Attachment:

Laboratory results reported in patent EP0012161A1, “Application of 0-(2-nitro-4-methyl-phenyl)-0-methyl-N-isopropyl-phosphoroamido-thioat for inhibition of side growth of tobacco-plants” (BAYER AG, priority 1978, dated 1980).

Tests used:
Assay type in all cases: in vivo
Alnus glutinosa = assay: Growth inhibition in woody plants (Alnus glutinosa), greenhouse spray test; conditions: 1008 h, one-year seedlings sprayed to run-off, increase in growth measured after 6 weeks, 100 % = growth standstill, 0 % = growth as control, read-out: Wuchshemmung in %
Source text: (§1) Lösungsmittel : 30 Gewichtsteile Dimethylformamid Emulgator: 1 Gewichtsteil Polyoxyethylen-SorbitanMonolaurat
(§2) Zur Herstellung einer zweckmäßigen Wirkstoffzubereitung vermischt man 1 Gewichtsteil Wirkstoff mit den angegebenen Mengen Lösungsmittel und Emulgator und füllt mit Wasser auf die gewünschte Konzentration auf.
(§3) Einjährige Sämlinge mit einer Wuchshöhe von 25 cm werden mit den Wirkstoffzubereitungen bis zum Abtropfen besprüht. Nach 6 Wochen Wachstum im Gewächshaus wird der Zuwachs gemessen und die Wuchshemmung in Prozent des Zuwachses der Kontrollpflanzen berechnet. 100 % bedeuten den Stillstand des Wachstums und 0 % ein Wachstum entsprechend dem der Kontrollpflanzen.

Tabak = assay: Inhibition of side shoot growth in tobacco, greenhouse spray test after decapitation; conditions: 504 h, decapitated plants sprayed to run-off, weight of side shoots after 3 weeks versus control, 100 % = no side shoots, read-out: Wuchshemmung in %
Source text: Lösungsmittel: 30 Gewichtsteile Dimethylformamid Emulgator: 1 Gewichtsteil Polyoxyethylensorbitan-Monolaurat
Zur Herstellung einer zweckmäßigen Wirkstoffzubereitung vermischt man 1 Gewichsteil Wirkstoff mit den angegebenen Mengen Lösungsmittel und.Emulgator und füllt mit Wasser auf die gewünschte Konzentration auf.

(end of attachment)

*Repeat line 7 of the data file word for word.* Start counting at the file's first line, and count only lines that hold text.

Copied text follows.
(§3) Einjährige Sämlinge mit einer Wuchshöhe von 25 cm werden mit den Wirkstoffzubereitungen bis zum Abtropfen besprüht. Nach 6 Wochen Wachstum im Gewächshaus wird der Zuwachs gemessen und die Wuchshemmung in Prozent des Zuwachses der Kontrollpflanzen berechnet. 100 % bedeuten den Stillstand des Wachstums und 0 % ein Wachstum entsprechend dem der Kontrollpflanzen.